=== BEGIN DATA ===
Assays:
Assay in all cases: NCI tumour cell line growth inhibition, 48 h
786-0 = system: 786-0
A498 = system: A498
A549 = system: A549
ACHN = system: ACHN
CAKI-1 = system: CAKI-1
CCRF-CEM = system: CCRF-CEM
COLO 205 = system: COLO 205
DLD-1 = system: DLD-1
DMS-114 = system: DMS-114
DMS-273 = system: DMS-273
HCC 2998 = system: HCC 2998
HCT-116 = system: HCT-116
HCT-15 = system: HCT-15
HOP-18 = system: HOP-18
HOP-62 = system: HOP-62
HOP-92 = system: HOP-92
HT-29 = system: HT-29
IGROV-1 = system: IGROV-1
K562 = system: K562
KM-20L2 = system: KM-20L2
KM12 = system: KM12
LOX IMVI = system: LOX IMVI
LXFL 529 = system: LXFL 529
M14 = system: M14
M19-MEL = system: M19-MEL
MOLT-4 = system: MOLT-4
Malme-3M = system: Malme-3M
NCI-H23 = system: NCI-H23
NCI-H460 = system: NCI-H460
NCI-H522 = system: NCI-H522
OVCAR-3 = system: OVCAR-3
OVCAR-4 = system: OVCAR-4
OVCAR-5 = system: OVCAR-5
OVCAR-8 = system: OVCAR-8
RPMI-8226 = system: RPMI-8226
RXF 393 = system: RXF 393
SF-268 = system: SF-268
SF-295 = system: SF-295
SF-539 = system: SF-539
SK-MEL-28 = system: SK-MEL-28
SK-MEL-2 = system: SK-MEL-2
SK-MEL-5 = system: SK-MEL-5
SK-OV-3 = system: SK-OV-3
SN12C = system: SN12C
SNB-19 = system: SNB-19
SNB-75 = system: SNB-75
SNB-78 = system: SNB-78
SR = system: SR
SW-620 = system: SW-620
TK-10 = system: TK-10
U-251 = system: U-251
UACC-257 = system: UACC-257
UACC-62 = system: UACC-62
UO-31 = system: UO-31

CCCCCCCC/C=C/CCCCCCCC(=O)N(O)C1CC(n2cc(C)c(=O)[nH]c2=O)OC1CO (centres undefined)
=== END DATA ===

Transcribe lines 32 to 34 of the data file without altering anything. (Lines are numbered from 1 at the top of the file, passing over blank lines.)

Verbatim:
NCI-H522 = system: NCI-H522
OVCAR-3 = system: OVCAR-3
OVCAR-4 = system: OVCAR-4